Jan Schaumann <jscha...@netmeister.org> writes:

> Hello,
>
> The manual page for chown(1) notes:
>
>     The ownership of a file may only be altered by a super-user for
>     obvious security reasons.
>
>     Unless invoked by the super-user, chown clears the set-user-id and
>     set-group-id bits on a file to prevent accidental or mischievous
>     creation of set-user-id and set-group-id programs.
>
> I observe:
>
> $ ls -l a.out
> -rwsr-xr-x  1 root  wheel  10468 Sep 18 16:59 a.out
> $ sudo chown nobody a.out
> $ ls -l a.out            
> -rwxr-xr-x  1 nobody  wheel  10468 Sep 18 16:59 a.out

The relevant standards permit and actually seem to require this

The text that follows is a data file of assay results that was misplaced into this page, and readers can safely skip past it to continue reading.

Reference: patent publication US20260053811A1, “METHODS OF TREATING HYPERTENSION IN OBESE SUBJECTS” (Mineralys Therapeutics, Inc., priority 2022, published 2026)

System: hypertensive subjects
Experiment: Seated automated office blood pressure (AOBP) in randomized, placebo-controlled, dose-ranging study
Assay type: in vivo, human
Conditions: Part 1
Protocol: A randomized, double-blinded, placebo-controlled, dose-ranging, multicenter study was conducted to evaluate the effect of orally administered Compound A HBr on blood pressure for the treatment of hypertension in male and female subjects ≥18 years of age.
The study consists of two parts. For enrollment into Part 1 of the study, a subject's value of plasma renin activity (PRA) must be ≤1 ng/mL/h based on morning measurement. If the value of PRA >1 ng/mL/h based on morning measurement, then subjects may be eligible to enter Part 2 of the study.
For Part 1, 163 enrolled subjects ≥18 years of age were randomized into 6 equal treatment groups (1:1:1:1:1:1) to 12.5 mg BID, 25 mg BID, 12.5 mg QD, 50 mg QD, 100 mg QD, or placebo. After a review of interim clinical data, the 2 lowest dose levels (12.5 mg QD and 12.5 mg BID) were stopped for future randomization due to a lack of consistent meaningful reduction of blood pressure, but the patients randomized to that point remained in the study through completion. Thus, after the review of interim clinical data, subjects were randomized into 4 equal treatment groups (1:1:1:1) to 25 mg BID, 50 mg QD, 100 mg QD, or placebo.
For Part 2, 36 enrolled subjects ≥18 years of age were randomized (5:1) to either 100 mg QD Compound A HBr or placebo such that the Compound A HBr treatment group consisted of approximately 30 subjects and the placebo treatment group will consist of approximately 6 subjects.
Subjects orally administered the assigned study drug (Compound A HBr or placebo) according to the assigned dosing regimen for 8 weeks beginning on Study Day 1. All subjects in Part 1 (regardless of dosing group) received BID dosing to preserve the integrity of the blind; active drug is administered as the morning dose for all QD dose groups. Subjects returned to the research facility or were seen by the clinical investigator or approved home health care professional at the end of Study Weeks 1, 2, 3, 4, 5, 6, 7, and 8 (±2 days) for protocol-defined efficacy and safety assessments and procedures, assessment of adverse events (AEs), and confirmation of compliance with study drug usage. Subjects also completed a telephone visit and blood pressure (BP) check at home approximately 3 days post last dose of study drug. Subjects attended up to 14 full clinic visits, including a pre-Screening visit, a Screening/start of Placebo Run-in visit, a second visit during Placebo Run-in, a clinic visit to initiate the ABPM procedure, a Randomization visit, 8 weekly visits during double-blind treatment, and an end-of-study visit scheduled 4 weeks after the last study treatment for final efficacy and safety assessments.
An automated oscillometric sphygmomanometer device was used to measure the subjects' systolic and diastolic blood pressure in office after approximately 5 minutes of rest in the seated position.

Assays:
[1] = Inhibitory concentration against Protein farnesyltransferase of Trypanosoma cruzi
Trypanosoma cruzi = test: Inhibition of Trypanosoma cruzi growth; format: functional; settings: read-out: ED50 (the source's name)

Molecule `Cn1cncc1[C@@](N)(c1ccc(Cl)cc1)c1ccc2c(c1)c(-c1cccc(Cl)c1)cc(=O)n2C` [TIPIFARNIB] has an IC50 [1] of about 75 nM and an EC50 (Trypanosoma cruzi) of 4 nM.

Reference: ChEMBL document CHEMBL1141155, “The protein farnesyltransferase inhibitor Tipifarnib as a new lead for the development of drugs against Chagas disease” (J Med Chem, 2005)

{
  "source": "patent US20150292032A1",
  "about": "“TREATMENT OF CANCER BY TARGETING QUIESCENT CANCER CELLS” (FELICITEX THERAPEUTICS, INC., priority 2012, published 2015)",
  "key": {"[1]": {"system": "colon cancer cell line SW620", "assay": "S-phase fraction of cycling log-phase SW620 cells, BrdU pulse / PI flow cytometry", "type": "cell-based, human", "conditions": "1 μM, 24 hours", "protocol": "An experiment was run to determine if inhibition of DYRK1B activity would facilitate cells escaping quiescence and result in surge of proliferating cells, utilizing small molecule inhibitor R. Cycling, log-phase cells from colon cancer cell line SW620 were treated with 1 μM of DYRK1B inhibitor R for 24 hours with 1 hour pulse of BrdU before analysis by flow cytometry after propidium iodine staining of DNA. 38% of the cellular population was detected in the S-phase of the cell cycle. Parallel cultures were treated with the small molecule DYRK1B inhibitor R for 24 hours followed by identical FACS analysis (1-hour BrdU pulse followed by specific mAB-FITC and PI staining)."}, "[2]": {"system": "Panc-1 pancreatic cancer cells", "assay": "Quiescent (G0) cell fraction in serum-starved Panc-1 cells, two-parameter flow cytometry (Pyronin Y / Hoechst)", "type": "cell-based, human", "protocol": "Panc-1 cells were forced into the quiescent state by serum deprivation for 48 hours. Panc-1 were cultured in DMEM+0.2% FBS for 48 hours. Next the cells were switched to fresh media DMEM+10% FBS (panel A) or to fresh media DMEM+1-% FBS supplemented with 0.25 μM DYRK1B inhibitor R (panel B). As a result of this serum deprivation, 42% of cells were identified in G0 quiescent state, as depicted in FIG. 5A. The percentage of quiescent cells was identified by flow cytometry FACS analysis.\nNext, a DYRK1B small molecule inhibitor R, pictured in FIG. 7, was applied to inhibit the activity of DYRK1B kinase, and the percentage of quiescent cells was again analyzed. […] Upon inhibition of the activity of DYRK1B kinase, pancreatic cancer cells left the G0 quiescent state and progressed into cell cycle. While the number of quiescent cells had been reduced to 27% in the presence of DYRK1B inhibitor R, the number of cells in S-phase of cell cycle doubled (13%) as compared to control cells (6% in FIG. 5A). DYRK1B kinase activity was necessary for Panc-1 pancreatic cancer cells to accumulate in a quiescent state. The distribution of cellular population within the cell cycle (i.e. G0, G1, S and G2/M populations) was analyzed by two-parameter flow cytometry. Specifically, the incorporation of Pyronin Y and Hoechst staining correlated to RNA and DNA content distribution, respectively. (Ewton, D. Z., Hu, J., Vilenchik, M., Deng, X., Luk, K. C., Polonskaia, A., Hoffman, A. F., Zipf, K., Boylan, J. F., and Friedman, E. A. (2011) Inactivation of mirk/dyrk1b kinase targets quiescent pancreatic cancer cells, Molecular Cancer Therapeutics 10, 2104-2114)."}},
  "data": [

behavior:

http://pubs.opengroup.org/onlinepubs/9699919799/functions/chown.html
http://pubs.opengroup.org/onlinepubs/9699919799/utilities/chown.html

So it seems that while chown(2) may clear the bits when the invoking
user is root, chown(8) is required to clear them (on regular files).


> Two questions:
>
> (1) If chowning files is only possible by the super-user ("for obvious
> security reasons"), then why do we bother explicitly noting that "Unless
> invoked by the super-user..." it clears the setuid bits?  Isn't the
> "Unless" clause redundant if chown(1) cannot succeed without super-user
> privs anyway?

Arguably this should perhaps be rephrased to be more
security-model-neutral anyway.

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